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Prescription Treatments for Melasma

author image Tricia Mangan
Based in New York City, Tricia Mangan began her writing career in 2001. She has co-authored a National Cancer Institute report and a number of research articles that have appeared in medical journals. Tricia holds a Master of Arts in clinical psychology from Stony Brook University and boasts diverse clinical, research and teaching experience.
Prescription Treatments for Melasma
Doctor writing a prescription Photo Credit BernardaSv/iStock/Getty Images


Melasma is a skin condition characterized by patchy dark spots on various areas of the face, including the cheeks, forehead, jawline and around the mouth. It is caused by overactive pigment producing cells (melanocytes) and can be brought on by pregnancy, birth control pills, estrogen supplements or sun exposure. While there are some over-the-counter skin bleaching or lightening creams available, prescription treatments for Melasma may be more effective.

Single-ingredient Medications

Single-ingredient topical creams contain one active ingredient that is used to decrease the dark pigmentation caused by Melasma. Hydroquinone topical creams are commonly prescribed to individuals who do not respond to over-the-counter strength treatments. Creams containing hydroquinone in greater than 2 percent concentration are available by prescription only. Hydroquinone 4 percent is generally considered to be one of the most effective treatments available.

Tretinoin (also known as retinoic acid, retinol or Vitamin A) is another popular medication available by prescription. Daily application of topical 0.05 and 0.1 percent tretinoin have been shown to reduce pigmentation; however, it can take between 4 and 6 months for tretinoin creams to begin producing any clinically significant lightening. Findings published in the April 2004 issue of “Dermatologic Surgery” suggest that treatment with 1 percent tretinoin peel (a procedure in which the acid treatment is applied to the face to remove the outer layers of damaged skin) may provide effective and faster results.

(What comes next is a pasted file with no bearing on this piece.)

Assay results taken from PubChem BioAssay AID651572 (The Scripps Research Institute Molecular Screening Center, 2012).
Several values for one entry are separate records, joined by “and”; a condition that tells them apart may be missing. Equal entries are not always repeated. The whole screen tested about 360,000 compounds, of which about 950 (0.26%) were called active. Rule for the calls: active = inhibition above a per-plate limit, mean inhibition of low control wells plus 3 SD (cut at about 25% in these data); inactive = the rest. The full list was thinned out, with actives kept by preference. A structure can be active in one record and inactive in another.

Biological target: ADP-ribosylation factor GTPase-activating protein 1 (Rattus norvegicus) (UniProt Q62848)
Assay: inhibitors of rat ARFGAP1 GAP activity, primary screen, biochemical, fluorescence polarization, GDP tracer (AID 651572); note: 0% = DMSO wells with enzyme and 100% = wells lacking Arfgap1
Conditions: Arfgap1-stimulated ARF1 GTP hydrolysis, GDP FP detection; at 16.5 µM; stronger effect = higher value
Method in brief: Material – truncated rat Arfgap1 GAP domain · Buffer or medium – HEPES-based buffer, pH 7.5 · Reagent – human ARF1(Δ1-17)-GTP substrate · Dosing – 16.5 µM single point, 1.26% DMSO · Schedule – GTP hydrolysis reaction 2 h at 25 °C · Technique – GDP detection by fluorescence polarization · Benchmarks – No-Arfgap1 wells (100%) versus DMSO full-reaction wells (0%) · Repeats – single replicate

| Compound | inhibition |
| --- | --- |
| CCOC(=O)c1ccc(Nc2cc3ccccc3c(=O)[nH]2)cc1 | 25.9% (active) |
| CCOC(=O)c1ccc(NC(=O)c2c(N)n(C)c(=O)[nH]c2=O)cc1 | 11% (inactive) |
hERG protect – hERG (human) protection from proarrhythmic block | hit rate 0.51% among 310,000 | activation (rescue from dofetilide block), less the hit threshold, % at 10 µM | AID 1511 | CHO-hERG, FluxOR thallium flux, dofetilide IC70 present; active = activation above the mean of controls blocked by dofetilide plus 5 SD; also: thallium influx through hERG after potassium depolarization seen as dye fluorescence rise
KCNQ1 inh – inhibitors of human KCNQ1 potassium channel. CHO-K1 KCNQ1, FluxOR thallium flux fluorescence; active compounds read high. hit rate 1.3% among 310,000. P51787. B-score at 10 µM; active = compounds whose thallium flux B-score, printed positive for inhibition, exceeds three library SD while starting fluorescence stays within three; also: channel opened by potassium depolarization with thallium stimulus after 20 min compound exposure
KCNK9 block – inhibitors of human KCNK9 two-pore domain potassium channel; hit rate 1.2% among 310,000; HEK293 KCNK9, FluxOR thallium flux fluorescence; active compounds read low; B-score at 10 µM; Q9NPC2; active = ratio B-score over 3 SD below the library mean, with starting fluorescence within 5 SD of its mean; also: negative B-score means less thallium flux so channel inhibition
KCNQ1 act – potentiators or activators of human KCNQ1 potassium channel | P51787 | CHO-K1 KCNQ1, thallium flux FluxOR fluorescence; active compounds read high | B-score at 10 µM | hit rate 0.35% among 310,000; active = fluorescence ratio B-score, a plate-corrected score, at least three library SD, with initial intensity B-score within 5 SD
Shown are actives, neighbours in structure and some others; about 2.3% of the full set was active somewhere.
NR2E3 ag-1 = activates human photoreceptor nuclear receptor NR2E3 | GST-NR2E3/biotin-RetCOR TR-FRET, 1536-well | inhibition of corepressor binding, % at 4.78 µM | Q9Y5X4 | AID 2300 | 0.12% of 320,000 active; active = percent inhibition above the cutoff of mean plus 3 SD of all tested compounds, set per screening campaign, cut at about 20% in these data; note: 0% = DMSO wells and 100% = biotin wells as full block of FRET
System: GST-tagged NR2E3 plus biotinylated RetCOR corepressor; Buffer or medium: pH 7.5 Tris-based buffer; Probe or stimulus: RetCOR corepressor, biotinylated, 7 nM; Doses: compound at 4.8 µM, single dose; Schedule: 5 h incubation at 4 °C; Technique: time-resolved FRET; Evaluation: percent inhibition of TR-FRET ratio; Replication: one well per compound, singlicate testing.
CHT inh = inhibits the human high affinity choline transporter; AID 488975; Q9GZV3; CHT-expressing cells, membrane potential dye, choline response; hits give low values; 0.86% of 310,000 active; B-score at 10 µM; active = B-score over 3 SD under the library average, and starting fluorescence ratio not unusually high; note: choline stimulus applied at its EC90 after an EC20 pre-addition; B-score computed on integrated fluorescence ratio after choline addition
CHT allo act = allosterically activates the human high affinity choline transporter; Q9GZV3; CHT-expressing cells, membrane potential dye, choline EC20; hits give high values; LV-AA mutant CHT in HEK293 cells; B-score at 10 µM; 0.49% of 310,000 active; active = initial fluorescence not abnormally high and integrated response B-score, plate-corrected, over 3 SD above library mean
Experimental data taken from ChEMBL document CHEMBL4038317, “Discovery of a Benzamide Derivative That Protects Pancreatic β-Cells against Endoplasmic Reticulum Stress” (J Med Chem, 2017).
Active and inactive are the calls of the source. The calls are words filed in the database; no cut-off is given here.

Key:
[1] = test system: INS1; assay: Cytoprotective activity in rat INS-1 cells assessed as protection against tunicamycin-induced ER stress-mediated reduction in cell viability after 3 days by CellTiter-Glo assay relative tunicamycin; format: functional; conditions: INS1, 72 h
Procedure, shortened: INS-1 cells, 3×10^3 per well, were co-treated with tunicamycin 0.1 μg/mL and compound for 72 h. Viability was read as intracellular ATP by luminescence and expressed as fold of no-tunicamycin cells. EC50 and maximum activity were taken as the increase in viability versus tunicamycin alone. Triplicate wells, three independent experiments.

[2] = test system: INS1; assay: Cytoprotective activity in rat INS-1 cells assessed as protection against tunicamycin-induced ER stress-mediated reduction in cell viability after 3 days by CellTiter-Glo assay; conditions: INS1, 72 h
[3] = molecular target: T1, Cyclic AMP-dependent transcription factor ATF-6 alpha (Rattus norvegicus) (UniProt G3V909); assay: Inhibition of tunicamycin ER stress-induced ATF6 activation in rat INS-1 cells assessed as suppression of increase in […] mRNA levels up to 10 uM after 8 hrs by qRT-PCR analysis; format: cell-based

Azelaic acid is also available as a prescription-strength topical cream in 15 to 20 percent concentrations.

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Combination Topical Creams

While single-ingredient medications can be effective, they may be combined with other skin lightening agents to boost their skin-lightening effect. Creams containing various combinations of two active ingredients are available by prescription for treatment of Melasma. Active ingredients typically include hydroquinone, retinol/retinoic acid/tretinoin, azelaic acid or glycolic acid. Glycolic acid is used in combination medications because it increases absorption of lightening agents into the skin. People with Melasma are advised to avoid sun exposure because sunlight can worsen the dark pigmentation, so some creams also contain an SPF to provide additional sun protection.

Prescription combination topical creams include a 4 percent hydroquinone and 4 percent glycolic acid combination (with and without SPF 15), a 4 percent hydroquinone and 10 percent glycolic acid combination, a 4 percent hydroquinone and retinol combination (with and without SPF 15), a 4 percent hydroquinone and tretinoin combination and a combination of azelaic acid with either tretinoin (0.05 percent) or glycolic acid (15 to 20 percent).

Two percent kojic acid is also sometimes combined with hydroquinone, but it may cause more skin irritation, so it is not typically prescribed as a first-line medication.

Combination Trio Medication

Another prescription medication available for treating Melasma is a combination trio of the corticosteroid fluocinolone acetonide (0.01 percent), hydroquinone (4 percent) and tretinoin (0.05 percent). The high potency of fluocinolone acetonide can cause skin thinning, so this medication can only be used for a limited amount of time under the supervision of your doctor.

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  • Online Surgery: Melasma
  • “Dermatologic Surgery; Tretinoin Peels versus Glycolic Acid Peels in the Treatment of Melasma in Dark-Skinned Patients;" Niti Khunger et al.; April 2004
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